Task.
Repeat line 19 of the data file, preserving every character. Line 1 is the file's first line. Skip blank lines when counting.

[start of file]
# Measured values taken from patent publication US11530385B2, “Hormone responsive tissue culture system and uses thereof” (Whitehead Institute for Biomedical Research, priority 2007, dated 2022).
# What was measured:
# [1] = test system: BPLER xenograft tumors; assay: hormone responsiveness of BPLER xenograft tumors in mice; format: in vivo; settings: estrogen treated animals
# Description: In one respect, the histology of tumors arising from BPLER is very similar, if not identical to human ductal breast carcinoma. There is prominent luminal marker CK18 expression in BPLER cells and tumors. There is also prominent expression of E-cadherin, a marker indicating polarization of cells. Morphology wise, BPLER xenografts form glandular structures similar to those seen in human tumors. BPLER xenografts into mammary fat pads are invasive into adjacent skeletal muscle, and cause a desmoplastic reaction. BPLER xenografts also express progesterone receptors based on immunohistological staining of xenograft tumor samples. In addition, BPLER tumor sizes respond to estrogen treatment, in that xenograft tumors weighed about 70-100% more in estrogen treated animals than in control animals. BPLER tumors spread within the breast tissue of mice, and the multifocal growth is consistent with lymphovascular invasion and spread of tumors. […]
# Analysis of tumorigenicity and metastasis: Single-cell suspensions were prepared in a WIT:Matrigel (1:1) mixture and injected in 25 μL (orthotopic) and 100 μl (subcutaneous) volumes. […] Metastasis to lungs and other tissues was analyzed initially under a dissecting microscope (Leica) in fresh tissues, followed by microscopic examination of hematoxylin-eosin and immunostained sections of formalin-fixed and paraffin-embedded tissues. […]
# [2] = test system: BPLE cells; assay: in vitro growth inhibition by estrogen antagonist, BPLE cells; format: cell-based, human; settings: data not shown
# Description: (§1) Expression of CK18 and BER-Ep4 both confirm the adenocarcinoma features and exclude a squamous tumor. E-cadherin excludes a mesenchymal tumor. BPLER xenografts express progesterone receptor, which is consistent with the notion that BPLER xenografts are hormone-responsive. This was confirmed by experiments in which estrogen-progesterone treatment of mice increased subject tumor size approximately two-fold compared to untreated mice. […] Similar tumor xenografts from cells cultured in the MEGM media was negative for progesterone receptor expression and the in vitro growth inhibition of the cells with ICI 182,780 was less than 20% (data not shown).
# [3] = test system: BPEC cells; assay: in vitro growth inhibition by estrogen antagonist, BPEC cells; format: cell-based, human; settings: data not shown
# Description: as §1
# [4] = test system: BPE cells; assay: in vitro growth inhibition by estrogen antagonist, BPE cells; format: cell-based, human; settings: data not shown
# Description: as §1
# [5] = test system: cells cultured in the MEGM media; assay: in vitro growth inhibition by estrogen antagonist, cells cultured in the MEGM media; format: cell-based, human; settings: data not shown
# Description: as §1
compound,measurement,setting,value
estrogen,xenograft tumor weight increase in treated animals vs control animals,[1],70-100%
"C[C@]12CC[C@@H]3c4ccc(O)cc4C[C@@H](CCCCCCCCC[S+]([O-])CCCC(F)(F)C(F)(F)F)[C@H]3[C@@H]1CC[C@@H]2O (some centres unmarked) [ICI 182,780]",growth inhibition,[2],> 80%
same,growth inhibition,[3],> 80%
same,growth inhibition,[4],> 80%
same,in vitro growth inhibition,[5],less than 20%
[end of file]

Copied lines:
same,in vitro growth inhibition,[5],less than 20%